When you’re repairing damage to the brain, we have to rebuild structures, rebuild myelin, rebuild synapses – that’s the connection between brain cells – and that takes more resources, cellular resources, than maintaining healthy tissue. Therefore, one of my theories is that we have to have nutrition that is much more intensive than the average healthy individual, that you can have no empty calories. We can’t be having added sugar, processed foods, because we have to provide the nutrients, the nutrition that your brain and your spinal cord and your cranial nerves need to fix themselves.

Rebekah Kelley: That makes sense. That makes perfect sense. I get it. So, no empty calories, like maximum nutrition.

Terry Wahls: NO empty calories.

Rebekah Kelley: Yeah. Everything needs to just be vibrant and able to provide as much support as possible.

Terry Wahls: Correct. And you want food that is really packed with nutrition. You can’t have food that is just marginally nutritional for you.

Rebekah Kelley: So then you can be in constant repair.

Terry Wahls: You need to be in constant repair. And it’s also why we’re following people for 2 years because it will take time for that repair to happen. While I fully anticipate we’ll see changes in fatigue, quality of life in the first 2 months, but changes in the function, the walking function, hand function, vision function, thinking function, I think that will take more like a year to 2 years to see that difference, which is why I’m so excited that we have the funding to do a 2-year study.

Rebekah Kelley: And do you think it’s encouraging then, for people who are trying this out and they see themselves being able to do a little bit more or feel a little bit better? Because, I mean, changing diet is… a friend of mine said it’s like changing religion. Like it’s really hard for people.

Terry Wahls: It’s hard. We spent a lot of time supporting people as they make these changes, and thus far in our study… And we have, for the two intervention arms, we have monthly group calls. People talk about, as they implement these changes and they’re beginning to experience reduced anxiety, better moods, the enthusiasm for these changes grows. The other thing that people are telling us is that family members are reporting that their moods are improving, that their mental clarity is improving, and that spouses who have blood pressure issues are discovering that their blood pressure is getting better, and that people who have blood sugar issues are discovering that their blood sugar issues are improving. And then when you’re in that group call and people are reporting these findings, there’s a lot of excited crosstalk back and forth between the participants. So in those group calls, the first half is the dietician answering questions. The second half are the participants talking to one another and they have lots of excitement. And really, in my experience, it’s the group calls, the group meetings where the peers talk to one another and they are answering the questions, encouraging each other, that is a huge driver of success.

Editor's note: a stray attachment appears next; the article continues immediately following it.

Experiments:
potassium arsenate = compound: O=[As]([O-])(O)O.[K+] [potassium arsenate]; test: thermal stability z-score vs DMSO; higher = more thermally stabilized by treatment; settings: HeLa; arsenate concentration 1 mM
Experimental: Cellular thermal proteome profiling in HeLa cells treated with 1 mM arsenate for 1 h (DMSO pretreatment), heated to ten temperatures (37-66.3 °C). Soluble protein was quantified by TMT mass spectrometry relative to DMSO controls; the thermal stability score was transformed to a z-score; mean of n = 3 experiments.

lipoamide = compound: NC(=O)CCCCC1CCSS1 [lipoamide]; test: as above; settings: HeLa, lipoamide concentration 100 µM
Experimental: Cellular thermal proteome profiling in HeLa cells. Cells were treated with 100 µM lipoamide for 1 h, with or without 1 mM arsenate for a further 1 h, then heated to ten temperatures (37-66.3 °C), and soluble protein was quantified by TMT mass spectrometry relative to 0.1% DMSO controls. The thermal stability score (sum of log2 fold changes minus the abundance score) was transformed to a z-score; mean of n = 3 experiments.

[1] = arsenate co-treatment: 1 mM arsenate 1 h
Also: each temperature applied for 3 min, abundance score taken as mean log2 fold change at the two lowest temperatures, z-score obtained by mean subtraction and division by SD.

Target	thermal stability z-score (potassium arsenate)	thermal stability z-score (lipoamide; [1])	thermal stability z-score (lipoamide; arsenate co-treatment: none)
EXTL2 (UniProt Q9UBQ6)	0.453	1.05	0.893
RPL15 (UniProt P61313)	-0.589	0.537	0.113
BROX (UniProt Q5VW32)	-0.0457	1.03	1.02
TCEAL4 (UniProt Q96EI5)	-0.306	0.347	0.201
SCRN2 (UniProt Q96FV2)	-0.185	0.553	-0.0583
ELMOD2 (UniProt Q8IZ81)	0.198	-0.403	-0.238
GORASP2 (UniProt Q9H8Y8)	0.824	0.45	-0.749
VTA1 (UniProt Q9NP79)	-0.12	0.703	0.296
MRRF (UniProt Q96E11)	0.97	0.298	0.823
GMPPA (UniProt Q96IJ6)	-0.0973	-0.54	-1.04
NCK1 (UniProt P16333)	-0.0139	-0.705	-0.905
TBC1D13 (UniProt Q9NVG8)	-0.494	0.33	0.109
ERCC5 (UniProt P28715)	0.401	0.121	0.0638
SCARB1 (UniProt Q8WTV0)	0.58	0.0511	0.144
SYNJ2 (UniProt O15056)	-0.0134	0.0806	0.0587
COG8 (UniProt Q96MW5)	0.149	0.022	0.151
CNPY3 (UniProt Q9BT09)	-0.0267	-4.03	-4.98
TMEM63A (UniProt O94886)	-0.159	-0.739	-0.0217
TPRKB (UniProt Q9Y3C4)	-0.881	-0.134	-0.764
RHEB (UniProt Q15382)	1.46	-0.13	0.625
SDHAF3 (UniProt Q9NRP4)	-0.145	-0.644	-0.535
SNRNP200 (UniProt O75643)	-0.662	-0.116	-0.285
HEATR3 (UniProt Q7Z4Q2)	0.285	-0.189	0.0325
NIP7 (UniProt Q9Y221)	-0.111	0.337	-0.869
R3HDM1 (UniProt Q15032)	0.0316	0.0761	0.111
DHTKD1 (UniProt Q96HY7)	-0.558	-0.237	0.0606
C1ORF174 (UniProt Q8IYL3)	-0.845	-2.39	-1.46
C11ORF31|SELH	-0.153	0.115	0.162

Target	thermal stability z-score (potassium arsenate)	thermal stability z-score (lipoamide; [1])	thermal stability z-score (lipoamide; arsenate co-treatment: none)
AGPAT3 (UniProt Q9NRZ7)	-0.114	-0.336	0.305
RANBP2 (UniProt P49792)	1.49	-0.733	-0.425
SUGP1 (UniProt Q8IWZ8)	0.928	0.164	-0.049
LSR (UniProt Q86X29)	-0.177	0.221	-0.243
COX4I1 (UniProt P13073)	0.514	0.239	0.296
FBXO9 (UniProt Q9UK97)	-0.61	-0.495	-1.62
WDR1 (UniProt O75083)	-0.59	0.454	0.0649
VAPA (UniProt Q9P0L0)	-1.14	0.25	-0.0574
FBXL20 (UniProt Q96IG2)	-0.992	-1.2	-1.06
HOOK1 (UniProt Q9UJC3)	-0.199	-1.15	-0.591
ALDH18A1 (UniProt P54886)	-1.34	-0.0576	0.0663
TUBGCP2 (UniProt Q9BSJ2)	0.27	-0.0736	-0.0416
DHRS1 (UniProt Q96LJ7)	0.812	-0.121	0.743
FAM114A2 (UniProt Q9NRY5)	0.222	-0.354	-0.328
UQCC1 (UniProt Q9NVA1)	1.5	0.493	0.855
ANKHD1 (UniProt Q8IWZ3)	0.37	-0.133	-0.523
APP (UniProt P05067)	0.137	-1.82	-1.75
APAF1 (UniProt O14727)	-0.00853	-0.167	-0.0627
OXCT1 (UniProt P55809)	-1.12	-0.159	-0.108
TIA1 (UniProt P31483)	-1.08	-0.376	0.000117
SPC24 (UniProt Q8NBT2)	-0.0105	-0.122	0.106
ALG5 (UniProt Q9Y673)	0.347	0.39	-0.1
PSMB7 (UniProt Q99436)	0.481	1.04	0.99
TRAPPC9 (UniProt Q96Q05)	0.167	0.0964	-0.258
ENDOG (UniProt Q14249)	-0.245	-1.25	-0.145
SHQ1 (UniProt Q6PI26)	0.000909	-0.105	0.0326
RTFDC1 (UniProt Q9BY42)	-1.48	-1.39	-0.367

Rebekah Kelley: Yes. Well, they’re creating a community with their own family, right? Of health and wellness.

Terry Wahls: Absolutely.

Rebekah Kelley: So, what would be your guidance then for those living with MS? What are some actionable things that they can start doing to start feeling better?

Terry Wahls: Of course, the first thing I’d have you do is follow me on Instagram, because you get to see what I’m eating and doing. That’s a really fun page.

Rebekah Kelley: And what are you, what’s your Instagram identity?

Terry Wahls: So that handle is Dr. D R Terry Wahls T E R R Y Wahls W A H L S. So absolutely do that.

Rebekah Kelley: Okay, I’ll follow you. So you’ll see “Rebekah” pop up.

Terry Wahls: So, follow me. You can go to my website, TerryWahls.com, and we have links to the study so you screen and see if you could be eligible to be in this study.

Rebekah Kelley: Oh, okay. So they can really participate then.

Terry Wahls: They can really participate. We’ll have 156 people in the study. We’re halfway there. We still have about 85 more that we’d like to enroll. And you’ll help build the research that leads to changing the standard of care so that people, when they’re diagnosed with MS, will all be told of course diet matters and you should go see a dietician and get instructed on how to improve your diet.